The dressing is another story. I love wasabi and found this dried powder version I am able to use in dressings. It has just the right amount of sharpness. The truffle oil adds an earthy dimension that will leave you craving for more.

quinoa salad-

Quinoa Walnut Salad with Wasabi Dressing

  • Servings: many
  • Difficulty: easy
  • Print

a beautiful spring inspired quinoa salad

Ingredients

Salad

  • 2 cups cooked quinoa
  • 2 cups chopped chopped organic cucumbers
  • 1 cup chopped parsley
  • 1/2 cup chopped walnuts
  • 1/2 cup chopped red onions
  • 1/2 cup chopped mint
  • 1/2 cup dried cranberries
  • 1 cup arugula

Dressing

  • 1 tsp wasabi powder
  • 2 tablespoons rice vinegar
  • 4 tablespoons truffle oil
  • 1 tsp mustard
  • 1/2 tsp garlic paste
  • Pink salt  and black pepper to taste

Directions

  • Mix the salad ingredients together in a large bowl
  • Whip the dressing together and adjust the seasoning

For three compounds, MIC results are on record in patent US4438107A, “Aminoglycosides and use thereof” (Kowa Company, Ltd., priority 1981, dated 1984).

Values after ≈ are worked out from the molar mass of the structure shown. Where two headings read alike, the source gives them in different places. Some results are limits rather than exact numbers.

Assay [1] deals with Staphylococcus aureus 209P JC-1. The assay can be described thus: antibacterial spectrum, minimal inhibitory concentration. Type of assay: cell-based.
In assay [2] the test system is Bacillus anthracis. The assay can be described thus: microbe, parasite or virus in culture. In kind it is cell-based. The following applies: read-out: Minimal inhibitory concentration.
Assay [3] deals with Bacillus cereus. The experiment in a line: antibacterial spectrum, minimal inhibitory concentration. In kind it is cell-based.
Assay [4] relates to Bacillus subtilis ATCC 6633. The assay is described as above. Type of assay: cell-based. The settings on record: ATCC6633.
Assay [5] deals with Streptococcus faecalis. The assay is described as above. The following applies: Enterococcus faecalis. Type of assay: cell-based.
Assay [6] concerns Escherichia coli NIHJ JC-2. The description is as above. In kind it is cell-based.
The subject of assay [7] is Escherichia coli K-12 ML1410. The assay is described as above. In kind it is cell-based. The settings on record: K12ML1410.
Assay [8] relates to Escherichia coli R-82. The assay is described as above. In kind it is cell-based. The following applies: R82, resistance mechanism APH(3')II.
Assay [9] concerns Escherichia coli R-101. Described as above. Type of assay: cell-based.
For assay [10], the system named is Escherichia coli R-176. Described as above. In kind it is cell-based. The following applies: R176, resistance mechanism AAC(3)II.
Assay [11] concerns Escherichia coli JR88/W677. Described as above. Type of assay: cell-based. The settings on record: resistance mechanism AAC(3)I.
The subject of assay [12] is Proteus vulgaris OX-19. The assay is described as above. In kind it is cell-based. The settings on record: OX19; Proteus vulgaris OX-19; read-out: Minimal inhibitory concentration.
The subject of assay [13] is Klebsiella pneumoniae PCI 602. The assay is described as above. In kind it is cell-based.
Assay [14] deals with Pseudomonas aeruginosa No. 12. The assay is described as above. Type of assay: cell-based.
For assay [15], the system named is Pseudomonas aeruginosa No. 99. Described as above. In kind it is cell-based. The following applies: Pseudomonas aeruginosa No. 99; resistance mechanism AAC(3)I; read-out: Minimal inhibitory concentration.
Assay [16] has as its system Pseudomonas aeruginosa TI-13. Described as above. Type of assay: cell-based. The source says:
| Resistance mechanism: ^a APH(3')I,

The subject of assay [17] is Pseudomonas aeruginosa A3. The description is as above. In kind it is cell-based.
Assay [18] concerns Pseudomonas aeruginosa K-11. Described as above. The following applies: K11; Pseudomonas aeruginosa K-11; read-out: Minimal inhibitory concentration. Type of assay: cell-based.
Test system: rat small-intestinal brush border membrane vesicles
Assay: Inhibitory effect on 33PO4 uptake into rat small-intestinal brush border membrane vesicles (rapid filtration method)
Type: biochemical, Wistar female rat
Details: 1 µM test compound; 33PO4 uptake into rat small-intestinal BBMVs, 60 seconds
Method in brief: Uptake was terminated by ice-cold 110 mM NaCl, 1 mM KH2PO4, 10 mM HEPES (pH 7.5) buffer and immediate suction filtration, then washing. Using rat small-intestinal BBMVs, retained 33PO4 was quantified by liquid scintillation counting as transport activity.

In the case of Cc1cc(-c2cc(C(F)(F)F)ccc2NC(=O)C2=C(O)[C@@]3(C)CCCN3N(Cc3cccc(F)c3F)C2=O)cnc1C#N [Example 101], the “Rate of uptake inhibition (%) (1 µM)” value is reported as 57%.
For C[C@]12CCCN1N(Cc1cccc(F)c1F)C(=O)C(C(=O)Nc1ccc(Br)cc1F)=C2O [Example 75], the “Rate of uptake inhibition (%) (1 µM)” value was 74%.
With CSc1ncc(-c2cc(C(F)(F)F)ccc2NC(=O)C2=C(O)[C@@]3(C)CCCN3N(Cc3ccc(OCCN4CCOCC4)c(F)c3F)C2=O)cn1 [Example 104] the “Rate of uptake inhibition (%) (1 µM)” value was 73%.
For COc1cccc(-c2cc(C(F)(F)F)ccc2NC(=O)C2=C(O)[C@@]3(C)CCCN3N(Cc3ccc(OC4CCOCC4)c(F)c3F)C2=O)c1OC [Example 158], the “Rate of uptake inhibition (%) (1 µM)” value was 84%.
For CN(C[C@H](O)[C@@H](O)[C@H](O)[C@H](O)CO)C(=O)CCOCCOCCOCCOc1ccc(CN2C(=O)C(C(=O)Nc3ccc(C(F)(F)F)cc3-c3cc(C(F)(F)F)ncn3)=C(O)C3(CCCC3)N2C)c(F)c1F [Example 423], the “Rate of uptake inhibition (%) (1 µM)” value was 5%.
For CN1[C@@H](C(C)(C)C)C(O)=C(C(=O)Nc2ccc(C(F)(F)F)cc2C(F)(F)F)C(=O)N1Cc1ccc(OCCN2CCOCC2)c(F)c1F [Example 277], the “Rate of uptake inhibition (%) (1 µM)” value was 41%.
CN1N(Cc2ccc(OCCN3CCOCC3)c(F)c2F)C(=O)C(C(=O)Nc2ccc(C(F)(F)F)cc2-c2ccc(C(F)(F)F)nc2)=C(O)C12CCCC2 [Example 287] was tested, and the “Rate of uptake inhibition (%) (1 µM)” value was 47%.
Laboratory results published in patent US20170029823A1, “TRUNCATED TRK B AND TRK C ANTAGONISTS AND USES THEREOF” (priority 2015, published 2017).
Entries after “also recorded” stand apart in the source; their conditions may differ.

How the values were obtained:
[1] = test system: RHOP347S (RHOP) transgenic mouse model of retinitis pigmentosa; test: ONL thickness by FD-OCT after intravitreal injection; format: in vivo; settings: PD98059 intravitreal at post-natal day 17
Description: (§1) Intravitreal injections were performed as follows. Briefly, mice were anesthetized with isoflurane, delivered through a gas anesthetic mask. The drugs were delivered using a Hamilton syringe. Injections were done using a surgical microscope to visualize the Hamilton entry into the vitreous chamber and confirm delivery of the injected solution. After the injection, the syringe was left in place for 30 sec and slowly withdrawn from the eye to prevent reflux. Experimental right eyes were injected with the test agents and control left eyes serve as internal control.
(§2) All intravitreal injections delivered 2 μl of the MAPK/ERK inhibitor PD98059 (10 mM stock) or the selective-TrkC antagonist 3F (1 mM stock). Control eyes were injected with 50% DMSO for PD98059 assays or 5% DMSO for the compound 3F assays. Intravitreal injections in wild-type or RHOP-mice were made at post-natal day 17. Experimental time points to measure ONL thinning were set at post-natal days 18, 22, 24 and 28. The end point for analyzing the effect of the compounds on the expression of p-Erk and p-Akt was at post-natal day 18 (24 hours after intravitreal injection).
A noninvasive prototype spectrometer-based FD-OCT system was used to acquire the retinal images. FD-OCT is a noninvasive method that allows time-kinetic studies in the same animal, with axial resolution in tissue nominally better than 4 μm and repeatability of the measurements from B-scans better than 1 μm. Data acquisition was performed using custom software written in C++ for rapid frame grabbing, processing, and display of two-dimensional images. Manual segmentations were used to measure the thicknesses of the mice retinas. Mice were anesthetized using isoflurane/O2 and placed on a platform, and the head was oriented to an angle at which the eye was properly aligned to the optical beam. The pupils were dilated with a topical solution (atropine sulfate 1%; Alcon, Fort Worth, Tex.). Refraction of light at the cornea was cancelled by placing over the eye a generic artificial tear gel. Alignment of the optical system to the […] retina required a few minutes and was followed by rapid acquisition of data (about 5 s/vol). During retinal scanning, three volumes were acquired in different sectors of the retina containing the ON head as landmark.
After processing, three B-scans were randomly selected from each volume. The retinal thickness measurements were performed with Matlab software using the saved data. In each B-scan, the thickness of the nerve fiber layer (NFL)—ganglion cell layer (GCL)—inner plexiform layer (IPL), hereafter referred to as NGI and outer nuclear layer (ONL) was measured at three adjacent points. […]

• Pour over the salad, toss and serve

I am taking this to  Fiesta Friday #170,  with Angie and our co-hosts Monika and Sue.

I have also shared this with CookBlogShare hosted  by Hijacked by Twins

Fermented Food experiments #2 -Beet Kanji

Fermented foods are just beautiful  not only for the taste buds but also for your gut.  Ancients culture have propagated fermented foods for preservation and taste through the centuries. The souring action if microbes that produced fermentation have been critical in our diets throughout  the globe.  Similar foods can be found in every culture,  just called something different.
Indian “Achar” or “Kanji” are great examples and so is the fabulous “Kimchi” from Korea.